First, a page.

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‘Of Women And Salt’: Gabriela Garcia’s Debut Novel About Immigrant Mothers And Their Daughters

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Gabriela Garcia
photo by Andria Lo
Gabriela Garcia

Gabriela Garcia’s debut novel “Of Women and Salt” is about the choices mothers make and the burden of that legacy for their daughters. Settings range from 19th-century cigar factories in Cuba to present-day detention centers in South Texas.

We meet the character of Jeanette, the daughter of a Cuban immigrant who lives in Miami; her neighbor, Gloria, a woman from El Salvador who is apprehended by ICE; and Gloria's daughter, Anna, who is separated from her mother.

Highlights from the interview with Gabriela Garcia

On the structure of the novel

I think maybe the hardest part was writing some of the historical chapters and the kind of research that went into that. Early on, I knew that I didn't want to write a linear storyline like traditional Western storytelling. I knew that I wanted to sort of disrupt that and that I wanted to also explore writing in many different styles and voices. There are different points of views. I knew that I wanted to sort of challenge myself with some of those conventions. So it was challenging in terms of making sure that I was sort of delivering the information that would make the story come together and delivering a satisfying ending to the story. But I really enjoyed working in a totally different format.

On describing detention centers in Texas

During the time that chapter takes place, I was actually working as an organizer with various different organizations and doing a lot of work around deportation and defense work and around women and families in detention. So I actually visited some of these detention centers in Texas, and I was also regularly talking to women in detention. So a lot of it comes from those visits, from those conversations. I started writing some snippets of what would become that chapter during that time.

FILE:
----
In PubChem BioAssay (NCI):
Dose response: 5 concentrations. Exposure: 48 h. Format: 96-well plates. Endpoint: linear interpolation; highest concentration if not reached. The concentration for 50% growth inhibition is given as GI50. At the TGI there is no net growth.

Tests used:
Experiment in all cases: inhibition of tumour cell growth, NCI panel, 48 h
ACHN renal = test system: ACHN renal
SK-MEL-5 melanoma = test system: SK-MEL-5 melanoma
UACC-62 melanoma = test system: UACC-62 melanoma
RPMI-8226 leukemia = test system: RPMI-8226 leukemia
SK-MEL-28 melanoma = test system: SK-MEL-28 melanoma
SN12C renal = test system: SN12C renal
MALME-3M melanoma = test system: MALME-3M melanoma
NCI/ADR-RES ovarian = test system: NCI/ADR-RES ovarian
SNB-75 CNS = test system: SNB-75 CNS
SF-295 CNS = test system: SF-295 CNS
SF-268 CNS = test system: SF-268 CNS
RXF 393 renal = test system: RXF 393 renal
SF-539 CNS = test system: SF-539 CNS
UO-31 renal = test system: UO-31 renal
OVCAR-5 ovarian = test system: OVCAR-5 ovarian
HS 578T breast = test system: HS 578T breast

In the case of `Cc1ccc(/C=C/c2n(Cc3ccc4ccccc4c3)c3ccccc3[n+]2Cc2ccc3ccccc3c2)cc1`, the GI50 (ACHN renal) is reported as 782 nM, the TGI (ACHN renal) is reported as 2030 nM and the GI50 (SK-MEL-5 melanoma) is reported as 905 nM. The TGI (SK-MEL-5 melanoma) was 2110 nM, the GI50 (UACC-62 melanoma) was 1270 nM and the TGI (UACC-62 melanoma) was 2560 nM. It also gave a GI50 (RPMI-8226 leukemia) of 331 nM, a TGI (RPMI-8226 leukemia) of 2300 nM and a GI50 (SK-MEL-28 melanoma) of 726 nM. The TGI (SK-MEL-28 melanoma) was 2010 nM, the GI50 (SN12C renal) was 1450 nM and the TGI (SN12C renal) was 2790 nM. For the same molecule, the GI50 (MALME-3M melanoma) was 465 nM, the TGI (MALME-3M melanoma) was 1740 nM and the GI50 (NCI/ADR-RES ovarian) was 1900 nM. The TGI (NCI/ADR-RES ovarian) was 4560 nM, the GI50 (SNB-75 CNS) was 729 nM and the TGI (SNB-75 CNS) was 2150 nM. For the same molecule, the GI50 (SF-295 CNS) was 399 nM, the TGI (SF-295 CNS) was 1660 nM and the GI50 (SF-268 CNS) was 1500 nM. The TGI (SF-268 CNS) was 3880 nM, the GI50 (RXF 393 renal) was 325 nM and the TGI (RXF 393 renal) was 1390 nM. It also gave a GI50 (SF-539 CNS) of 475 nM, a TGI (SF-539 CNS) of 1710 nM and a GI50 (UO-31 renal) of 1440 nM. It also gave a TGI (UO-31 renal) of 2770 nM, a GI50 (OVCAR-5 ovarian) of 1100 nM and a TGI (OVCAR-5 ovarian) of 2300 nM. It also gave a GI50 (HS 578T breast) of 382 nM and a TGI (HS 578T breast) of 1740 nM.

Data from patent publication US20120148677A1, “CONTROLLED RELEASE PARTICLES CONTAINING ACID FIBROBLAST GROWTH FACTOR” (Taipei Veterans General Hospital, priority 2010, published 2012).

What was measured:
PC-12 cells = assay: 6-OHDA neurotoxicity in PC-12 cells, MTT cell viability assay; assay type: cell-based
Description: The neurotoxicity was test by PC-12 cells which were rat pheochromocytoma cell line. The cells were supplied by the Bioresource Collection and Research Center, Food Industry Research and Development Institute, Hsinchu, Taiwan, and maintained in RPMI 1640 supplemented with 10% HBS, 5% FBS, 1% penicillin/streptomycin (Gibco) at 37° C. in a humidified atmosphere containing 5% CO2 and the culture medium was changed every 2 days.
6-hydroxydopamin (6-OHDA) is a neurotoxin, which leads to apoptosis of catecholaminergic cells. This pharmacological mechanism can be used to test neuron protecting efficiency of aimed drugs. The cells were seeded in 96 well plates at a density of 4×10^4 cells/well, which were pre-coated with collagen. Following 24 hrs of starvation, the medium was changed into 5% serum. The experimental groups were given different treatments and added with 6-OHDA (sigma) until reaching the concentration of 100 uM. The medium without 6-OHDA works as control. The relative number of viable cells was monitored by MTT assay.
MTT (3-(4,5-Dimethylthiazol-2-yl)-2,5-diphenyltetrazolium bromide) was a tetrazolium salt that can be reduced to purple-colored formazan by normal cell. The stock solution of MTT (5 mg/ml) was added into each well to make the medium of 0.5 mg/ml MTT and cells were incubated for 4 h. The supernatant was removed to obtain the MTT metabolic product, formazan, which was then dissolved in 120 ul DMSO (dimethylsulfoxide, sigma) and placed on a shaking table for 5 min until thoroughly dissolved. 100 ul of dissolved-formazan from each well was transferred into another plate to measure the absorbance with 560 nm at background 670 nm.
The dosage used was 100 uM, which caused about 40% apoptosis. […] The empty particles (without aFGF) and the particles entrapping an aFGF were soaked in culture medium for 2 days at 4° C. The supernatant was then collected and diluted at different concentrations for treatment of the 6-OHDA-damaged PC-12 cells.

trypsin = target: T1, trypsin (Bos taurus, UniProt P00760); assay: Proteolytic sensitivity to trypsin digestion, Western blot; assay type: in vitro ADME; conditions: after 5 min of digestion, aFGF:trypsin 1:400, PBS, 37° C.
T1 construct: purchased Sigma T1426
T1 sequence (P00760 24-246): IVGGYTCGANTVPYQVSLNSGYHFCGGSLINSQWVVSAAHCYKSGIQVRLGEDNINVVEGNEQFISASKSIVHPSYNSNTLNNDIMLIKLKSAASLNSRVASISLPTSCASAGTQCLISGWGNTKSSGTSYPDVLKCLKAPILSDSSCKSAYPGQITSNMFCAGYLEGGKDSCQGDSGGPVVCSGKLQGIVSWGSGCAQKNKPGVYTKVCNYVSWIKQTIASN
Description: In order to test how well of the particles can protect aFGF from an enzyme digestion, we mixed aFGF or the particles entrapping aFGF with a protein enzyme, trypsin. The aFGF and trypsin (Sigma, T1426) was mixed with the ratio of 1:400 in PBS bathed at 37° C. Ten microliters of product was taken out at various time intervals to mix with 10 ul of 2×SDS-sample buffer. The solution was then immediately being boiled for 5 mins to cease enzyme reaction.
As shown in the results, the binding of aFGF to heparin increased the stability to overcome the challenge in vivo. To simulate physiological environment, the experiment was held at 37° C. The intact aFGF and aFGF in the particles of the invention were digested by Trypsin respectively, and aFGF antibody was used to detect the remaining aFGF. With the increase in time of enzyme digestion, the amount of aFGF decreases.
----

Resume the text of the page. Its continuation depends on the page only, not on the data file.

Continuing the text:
On the ways women in the novel work through being silenced by stigma

I was thinking about stigma and silence and how women, particularly certain women, have been silenced historically and what the repercussions are of that. There's a lot of that happening in the novel where that silence or that inability to tell the true story leads to really difficult consequences or just really difficult situations, really fractured relationships. Relationships between women are so complex. We know these figures as our mothers, but we don't really have access to the whole world of who they are. We have these whole stories about our own histories, about our own families that sometimes are myths, sometimes are protective measures taken through generations, things that we don't want to see about ourselves.

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Yvette Benavides can be reached at bookpublic@tpr.org.